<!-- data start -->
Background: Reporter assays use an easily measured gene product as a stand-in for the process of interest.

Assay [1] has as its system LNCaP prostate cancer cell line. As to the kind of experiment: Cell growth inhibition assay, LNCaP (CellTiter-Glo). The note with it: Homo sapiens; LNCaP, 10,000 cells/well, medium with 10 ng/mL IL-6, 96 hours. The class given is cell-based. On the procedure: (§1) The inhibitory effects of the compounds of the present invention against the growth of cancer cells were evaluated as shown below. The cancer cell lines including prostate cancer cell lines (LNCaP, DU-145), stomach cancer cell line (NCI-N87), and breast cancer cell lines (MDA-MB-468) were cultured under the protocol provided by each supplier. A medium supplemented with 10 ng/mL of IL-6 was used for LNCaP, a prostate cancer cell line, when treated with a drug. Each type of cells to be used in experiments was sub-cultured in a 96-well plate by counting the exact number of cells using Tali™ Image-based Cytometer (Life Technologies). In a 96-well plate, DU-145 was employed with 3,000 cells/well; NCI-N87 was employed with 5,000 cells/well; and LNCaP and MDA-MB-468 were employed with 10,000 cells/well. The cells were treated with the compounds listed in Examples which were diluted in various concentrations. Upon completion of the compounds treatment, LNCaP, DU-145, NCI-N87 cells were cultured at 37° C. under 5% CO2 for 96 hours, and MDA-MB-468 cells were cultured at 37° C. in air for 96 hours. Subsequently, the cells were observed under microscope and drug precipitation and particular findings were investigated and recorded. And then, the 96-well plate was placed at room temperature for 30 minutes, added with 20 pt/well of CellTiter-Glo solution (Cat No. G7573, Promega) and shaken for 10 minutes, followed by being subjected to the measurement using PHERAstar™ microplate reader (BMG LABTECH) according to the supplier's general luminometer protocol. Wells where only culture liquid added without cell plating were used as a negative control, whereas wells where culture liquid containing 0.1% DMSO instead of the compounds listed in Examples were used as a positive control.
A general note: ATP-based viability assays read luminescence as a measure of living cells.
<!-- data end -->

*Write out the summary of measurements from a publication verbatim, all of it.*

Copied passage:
Background: Reporter assays use an easily measured gene product as a stand-in for the process of interest.

Assay [1] has as its system LNCaP prostate cancer cell line. As to the kind of experiment: Cell growth inhibition assay, LNCaP (CellTiter-Glo). The note with it: Homo sapiens; LNCaP, 10,000 cells/well, medium with 10 ng/mL IL-6, 96 hours. The class given is cell-based. On the procedure: (§1) The inhibitory effects of the compounds of the present invention against the growth of cancer cells were evaluated as shown below. The cancer cell lines including prostate cancer cell lines (LNCaP, DU-145), stomach cancer cell line (NCI-N87), and breast cancer cell lines (MDA-MB-468) were cultured under the protocol provided by each supplier. A medium supplemented with 10 ng/mL of IL-6 was used for LNCaP, a prostate cancer cell line, when treated with a drug. Each type of cells to be used in experiments was sub-cultured in a 96-well plate by counting the exact number of cells using Tali™ Image-based Cytometer (Life Technologies). In a 96-well plate, DU-145 was employed with 3,000 cells/well; NCI-N87 was employed with 5,000 cells/well; and LNCaP and MDA-MB-468 were employed with 10,000 cells/well. The cells were treated with the compounds listed in Examples which were diluted in various concentrations. Upon completion of the compounds treatment, LNCaP, DU-145, NCI-N87 cells were cultured at 37° C. under 5% CO2 for 96 hours, and MDA-MB-468 cells were cultured at 37° C. in air for 96 hours. Subsequently, the cells were observed under microscope and drug precipitation and particular findings were investigated and recorded. And then, the 96-well plate was placed at room temperature for 30 minutes, added with 20 pt/well of CellTiter-Glo solution (Cat No. G7573, Promega) and shaken for 10 minutes, followed by being subjected to the measurement using PHERAstar™ microplate reader (BMG LABTECH) according to the supplier's general luminometer protocol. Wells where only culture liquid added without cell plating were used as a negative control, whereas wells where culture liquid containing 0.1% DMSO instead of the compounds listed in Examples were used as a positive control.
A general note: ATP-based viability assays read luminescence as a measure of living cells.